The front-end layer, which is external to the whole system, creates a need to adapt or create plug-ins that work in the system on the front-end side. As a result, eCommerce owners often cannot use ready-made solutions available as part of the marketplace of a given website, such as the Shopify marketplace. This is mainly related to additional production costs and maintaining the compatibility of created plugins with the system.
  • Increased difficulty in changing the software vendor
    While switching software vendors is not a huge challenge for a monolithic site, it can be a problem with headless technology. In the case of traditional monolithic websites, a team that works in a given technology has general knowledge of the system and can easily take over the project from another team. In the case of headless technology, it will be necessary to find a team that specializes in the selected storefront. Due to the fact that there are definitely fewer such teams, the cost of changing a supplier and the difficulty of finding it may in many cases be high.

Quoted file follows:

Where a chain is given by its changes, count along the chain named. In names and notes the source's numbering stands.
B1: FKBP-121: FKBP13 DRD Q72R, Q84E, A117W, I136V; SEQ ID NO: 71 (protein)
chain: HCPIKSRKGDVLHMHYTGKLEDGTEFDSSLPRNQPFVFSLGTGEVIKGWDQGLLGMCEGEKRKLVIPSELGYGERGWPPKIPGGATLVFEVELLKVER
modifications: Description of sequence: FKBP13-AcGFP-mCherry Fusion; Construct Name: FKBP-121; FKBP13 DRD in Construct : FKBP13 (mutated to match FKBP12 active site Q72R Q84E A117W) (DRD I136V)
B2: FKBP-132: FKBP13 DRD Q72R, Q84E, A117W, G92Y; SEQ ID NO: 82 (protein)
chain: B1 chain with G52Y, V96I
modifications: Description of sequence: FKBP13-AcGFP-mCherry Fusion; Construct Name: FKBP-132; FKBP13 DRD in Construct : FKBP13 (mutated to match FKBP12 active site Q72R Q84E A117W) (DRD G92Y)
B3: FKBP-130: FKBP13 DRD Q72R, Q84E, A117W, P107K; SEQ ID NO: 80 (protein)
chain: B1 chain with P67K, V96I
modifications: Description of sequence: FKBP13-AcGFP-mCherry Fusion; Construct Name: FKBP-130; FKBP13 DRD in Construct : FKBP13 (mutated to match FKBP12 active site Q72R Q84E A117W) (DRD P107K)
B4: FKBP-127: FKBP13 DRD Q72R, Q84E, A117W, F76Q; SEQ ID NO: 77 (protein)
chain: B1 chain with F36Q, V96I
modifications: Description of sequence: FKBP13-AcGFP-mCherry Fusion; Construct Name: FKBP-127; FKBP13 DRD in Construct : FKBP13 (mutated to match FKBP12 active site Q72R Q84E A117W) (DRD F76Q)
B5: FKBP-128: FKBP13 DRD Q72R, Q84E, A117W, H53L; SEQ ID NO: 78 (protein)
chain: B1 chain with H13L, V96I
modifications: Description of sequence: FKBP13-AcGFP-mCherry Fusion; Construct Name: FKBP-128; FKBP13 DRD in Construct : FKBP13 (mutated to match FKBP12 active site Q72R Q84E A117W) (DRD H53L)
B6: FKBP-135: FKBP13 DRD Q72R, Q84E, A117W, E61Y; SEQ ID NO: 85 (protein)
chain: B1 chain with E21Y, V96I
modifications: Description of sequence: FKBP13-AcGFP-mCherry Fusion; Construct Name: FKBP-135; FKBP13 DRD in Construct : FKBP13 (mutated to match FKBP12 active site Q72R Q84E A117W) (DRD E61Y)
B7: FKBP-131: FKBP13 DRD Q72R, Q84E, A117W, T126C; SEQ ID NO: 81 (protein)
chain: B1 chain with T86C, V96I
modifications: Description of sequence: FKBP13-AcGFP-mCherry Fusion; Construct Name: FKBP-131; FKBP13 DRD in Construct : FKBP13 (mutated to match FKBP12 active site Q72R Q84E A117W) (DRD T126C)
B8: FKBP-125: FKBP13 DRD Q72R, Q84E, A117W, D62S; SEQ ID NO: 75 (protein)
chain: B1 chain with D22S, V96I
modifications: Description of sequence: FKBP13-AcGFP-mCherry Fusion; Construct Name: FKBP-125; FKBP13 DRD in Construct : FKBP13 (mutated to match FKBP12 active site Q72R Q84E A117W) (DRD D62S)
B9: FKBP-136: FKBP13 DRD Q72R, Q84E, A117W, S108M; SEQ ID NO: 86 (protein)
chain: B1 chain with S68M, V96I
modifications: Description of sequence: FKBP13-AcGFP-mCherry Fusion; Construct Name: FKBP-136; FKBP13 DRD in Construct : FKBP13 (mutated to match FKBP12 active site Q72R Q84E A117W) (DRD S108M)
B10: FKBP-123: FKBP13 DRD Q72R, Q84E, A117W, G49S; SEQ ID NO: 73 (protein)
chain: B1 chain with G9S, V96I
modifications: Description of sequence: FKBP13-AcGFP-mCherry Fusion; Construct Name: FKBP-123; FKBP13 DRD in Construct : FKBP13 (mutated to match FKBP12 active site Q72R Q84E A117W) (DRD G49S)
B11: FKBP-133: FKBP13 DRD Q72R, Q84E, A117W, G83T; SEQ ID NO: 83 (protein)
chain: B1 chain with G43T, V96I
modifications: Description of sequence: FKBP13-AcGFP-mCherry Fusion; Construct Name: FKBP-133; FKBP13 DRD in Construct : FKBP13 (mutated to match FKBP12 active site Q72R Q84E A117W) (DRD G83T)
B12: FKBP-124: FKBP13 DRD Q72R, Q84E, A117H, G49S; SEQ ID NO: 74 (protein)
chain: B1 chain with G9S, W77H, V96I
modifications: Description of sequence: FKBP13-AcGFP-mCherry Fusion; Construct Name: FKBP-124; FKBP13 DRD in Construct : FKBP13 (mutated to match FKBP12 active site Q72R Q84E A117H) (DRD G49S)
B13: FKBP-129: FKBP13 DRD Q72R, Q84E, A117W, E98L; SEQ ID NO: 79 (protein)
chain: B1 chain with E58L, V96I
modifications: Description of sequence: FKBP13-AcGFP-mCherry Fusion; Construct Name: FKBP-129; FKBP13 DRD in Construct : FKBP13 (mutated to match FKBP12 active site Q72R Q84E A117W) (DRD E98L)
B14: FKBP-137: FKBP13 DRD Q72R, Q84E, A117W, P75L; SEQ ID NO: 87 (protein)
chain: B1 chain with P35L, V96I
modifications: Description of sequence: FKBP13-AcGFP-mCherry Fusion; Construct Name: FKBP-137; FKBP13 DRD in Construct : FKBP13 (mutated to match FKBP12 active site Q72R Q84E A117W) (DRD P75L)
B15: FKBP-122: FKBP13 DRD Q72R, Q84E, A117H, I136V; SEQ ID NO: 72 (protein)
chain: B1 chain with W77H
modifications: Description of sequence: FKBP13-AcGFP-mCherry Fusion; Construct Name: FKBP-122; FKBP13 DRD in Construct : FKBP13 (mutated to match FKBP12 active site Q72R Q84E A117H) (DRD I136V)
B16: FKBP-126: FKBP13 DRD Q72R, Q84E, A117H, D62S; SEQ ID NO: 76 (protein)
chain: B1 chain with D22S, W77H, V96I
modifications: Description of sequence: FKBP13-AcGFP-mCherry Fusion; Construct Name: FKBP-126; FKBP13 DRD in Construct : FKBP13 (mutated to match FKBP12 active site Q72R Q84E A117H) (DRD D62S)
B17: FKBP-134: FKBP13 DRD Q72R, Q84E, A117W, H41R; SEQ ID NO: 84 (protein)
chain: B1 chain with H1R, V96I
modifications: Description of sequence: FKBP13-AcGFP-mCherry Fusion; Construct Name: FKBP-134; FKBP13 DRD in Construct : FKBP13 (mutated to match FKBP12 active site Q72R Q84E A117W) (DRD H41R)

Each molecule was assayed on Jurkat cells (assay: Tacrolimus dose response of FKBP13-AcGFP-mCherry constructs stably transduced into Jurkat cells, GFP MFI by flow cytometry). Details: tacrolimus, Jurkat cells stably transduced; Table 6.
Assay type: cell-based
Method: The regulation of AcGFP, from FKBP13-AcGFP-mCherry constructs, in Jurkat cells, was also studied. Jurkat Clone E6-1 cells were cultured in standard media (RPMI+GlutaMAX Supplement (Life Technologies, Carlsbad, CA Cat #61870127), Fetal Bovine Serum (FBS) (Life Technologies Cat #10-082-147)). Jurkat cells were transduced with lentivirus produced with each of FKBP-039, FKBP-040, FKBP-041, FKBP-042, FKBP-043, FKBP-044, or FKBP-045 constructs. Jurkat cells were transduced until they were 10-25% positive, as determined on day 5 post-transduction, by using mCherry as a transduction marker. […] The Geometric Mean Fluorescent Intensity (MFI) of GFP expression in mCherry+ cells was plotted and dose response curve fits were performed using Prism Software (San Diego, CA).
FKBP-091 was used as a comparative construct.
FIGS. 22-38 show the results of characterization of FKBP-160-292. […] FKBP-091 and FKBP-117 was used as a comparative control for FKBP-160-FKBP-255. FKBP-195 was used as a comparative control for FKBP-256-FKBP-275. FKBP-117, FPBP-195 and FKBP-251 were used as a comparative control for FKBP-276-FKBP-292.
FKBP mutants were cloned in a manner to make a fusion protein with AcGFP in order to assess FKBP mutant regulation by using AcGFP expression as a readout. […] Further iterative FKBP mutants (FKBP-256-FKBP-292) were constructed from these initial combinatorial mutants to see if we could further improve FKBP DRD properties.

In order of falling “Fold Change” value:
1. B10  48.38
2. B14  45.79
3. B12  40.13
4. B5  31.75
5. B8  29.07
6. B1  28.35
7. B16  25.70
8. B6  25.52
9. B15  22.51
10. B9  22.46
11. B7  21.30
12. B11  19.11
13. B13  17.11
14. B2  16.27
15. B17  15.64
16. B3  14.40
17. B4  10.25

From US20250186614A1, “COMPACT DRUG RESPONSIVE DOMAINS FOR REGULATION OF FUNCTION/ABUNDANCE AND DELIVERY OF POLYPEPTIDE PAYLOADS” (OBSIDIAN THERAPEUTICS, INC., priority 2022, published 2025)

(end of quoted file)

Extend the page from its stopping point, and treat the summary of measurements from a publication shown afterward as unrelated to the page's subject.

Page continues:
How much does headless commerce cost?

The cost of implementing an online store in headless commerce can be very different from a traditional eCommerce platform. The difference is mainly due to the scope and technology used.

When calculating the implementation of a headless commerce platform in an eCommerce website, let’s consider a specific.. Below is an analysis of the migration and implementation of a store in headless commerce technology on Shopify Plus, where Shogun Frontend was used for the front-end layer.